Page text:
This article is not intended to constitute legal advice. Specific legal advice should be sought before taking or refraining from taking any action in relation to the matters mentioned in this article.
As the use of cloud services continues to rise concerns also grow as to where the service provider is storing the associated data.
Recently we received this question from a member: “I make use of a cloud service provider, a well know on-line application. How can I determine where my data is stored?”
Knowing where a cloud service provider stores your data could determine if you choose to use the service or not.
It is not always an easy task to find an answer to this apparently simple question. However below are a few suggestions that may help.The first is why not simply ask the vendor. This could be done via technical support or the pre-sales function either
The first is why not simply ask the vendor. This could be done via technical support or the pre-sales function either on-line or on the telephone. Most service providers should be able to answer this question quickly and easily. It is in the interests of the service provider to be transparent about where data is stored.
The storage location of data is often included in privacy polices. Links to these statements are often displayed on the front page of company websites.
You could even ask your favourite search engine. For example “where is [service/application] data stored?” As this question has almost certainly been asked before then the resulting answer and links can prove helpful.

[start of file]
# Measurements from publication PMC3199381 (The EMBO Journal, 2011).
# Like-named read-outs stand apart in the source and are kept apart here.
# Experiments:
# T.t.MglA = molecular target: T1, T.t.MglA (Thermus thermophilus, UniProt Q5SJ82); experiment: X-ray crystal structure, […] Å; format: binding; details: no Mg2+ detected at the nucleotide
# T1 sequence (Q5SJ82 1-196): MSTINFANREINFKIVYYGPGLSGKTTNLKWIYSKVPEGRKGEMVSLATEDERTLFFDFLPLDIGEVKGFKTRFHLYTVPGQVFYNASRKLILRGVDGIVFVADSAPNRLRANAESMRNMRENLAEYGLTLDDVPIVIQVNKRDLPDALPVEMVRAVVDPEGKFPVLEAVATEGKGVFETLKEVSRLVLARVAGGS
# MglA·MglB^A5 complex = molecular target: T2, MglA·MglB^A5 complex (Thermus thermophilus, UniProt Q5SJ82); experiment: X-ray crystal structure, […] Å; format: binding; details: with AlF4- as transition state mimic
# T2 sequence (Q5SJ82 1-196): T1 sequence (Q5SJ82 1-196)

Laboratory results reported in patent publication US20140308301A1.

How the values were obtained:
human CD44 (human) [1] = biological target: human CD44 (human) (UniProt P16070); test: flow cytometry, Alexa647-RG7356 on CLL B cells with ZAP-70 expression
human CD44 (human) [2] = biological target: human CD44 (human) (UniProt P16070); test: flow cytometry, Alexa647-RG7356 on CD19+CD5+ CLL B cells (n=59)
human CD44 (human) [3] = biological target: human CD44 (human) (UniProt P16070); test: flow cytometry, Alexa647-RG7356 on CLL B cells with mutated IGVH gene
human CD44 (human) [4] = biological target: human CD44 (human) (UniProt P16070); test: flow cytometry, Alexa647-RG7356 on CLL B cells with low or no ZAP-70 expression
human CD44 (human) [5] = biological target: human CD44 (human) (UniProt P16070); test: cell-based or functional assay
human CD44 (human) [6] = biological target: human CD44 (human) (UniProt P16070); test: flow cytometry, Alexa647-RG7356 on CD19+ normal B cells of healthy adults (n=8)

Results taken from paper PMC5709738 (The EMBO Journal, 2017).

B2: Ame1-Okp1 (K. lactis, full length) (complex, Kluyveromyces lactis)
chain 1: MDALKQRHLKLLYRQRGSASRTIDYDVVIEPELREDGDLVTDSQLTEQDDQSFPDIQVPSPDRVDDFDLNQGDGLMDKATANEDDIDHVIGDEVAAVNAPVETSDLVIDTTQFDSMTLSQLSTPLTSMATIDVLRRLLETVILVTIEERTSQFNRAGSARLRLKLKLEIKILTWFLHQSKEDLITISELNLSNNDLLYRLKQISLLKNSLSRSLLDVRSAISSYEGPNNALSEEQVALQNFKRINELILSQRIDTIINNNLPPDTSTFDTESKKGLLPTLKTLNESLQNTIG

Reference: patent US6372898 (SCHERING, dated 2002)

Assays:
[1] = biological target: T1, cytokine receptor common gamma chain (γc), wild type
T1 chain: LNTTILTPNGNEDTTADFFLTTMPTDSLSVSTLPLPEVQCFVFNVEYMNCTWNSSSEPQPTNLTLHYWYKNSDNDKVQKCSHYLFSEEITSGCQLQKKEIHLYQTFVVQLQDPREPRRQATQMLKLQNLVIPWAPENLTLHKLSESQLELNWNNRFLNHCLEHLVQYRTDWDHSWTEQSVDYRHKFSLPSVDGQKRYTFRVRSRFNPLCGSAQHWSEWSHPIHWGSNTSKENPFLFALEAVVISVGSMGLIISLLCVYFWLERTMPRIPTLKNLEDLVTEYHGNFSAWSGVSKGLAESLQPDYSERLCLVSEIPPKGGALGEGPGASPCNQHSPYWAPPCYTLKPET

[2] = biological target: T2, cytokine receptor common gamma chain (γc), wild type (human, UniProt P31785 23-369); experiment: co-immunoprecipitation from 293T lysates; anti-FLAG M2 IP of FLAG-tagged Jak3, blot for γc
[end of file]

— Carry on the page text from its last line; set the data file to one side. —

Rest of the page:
An associated question to the first one could be: should I care where my data is stored?
A few organisations explicitly state where data can be stored; NHS England being one. One of the key attributes of a cloud service is that it is shared by many customers. The result is that not every country will have a data centre in each territory in which the service is provided. This means that for some services the data could be stored outside of the country in which you operate.
Also it is possible that your organisation provides services to clients outside your principle operating location.
The General Data Protection Regulation (GDPR) will be introduced in May 2018, replacing the existing Data Protection Act (DPA). (For more information see icaew.com/gdpr) The EU expects any organisation that processes data belonging to EU residents to do so to an equivalent level of data protection as the GDPR. The UK will be incorporating the GDPR into a new Data Protection Bill shortly.
One consideration is to establish if the data centre that hosts your client data is located in a territory that conforms to the GDPR, or plans to do so in the future.
The reality is that if your data is stored in the EU then you are assured compliance with an equivalent regulatory regime. Additionally, the EU has defined a number of countries to have sufficiently (equivalent) robust data protection frameworks. You can find a list here; which includes the USA.
The protection of data stored in the US is assured by the EU-USA Privacy Shield agreement. However the legitimacy of this, agreement continues to be challenged by privacy campaigners. For more information on Privacy Shield see here.
Naturally cloud service providers are aware of all of these considerations. As a result, they choose to locate their data centres in locations that comply with the applicable laws and regulations.
Ultimately the decision to pick one cloud vendor over another will be risk based decision. The size, strength, market reputation, location of any service provider are all factors that will be part of that risk based assessment.